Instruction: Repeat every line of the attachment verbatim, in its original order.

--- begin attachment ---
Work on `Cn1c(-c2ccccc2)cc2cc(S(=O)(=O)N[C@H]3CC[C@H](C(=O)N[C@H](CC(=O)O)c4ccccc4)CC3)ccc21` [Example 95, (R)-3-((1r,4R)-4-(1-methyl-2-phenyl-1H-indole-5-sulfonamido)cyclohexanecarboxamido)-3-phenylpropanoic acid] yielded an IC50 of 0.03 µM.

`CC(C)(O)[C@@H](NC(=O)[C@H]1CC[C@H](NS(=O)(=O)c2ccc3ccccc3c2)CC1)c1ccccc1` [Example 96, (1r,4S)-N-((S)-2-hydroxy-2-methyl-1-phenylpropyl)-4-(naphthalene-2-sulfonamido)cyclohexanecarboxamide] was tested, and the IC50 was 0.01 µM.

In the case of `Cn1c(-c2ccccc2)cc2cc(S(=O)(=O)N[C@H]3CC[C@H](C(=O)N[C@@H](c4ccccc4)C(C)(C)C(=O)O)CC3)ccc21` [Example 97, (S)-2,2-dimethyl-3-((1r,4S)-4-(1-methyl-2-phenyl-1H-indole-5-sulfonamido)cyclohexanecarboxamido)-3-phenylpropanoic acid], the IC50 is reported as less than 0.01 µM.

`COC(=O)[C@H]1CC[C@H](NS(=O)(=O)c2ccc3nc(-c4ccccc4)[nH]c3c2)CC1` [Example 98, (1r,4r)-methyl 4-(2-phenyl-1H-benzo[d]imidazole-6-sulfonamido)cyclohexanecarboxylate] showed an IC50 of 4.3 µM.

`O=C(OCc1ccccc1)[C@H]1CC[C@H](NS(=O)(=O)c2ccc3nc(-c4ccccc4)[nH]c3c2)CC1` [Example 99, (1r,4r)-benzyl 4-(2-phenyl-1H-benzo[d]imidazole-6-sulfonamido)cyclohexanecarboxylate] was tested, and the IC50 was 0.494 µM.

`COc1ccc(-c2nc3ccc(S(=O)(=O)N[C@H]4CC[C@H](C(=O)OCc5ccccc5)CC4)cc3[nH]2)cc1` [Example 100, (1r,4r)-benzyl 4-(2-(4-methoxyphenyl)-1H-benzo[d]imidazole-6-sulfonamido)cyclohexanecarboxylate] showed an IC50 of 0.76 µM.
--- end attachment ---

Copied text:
Work on `Cn1c(-c2ccccc2)cc2cc(S(=O)(=O)N[C@H]3CC[C@H](C(=O)N[C@H](CC(=O)O)c4ccccc4)CC3)ccc21` [Example 95, (R)-3-((1r,4R)-4-(1-methyl-2-phenyl-1H-indole-5-sulfonamido)cyclohexanecarboxamido)-3-phenylpropanoic acid] yielded an IC50 of 0.03 µM.

`CC(C)(O)[C@@H](NC(=O)[C@H]1CC[C@H](NS(=O)(=O)c2ccc3ccccc3c2)CC1)c1ccccc1` [Example 96, (1r,4S)-N-((S)-2-hydroxy-2-methyl-1-phenylpropyl)-4-(naphthalene-2-sulfonamido)cyclohexanecarboxamide] was tested, and the IC50 was 0.01 µM.

In the case of `Cn1c(-c2ccccc2)cc2cc(S(=O)(=O)N[C@H]3CC[C@H](C(=O)N[C@@H](c4ccccc4)C(C)(C)C(=O)O)CC3)ccc21` [Example 97, (S)-2,2-dimethyl-3-((1r,4S)-4-(1-methyl-2-phenyl-1H-indole-5-sulfonamido)cyclohexanecarboxamido)-3-phenylpropanoic acid], the IC50 is reported as less than 0.01 µM.

`COC(=O)[C@H]1CC[C@H](NS(=O)(=O)c2ccc3nc(-c4ccccc4)[nH]c3c2)CC1` [Example 98, (1r,4r)-methyl 4-(2-phenyl-1H-benzo[d]imidazole-6-sulfonamido)cyclohexanecarboxylate] showed an IC50 of 4.3 µM.

`O=C(OCc1ccccc1)[C@H]1CC[C@H](NS(=O)(=O)c2ccc3nc(-c4ccccc4)[nH]c3c2)CC1` [Example 99, (1r,4r)-benzyl 4-(2-phenyl-1H-benzo[d]imidazole-6-sulfonamido)cyclohexanecarboxylate] was tested, and the IC50 was 0.494 µM.

`COc1ccc(-c2nc3ccc(S(=O)(=O)N[C@H]4CC[C@H](C(=O)OCc5ccccc5)CC4)cc3[nH]2)cc1` [Example 100, (1r,4r)-benzyl 4-(2-(4-methoxyphenyl)-1H-benzo[d]imidazole-6-sulfonamido)cyclohexanecarboxylate] showed an IC50 of 0.76 µM.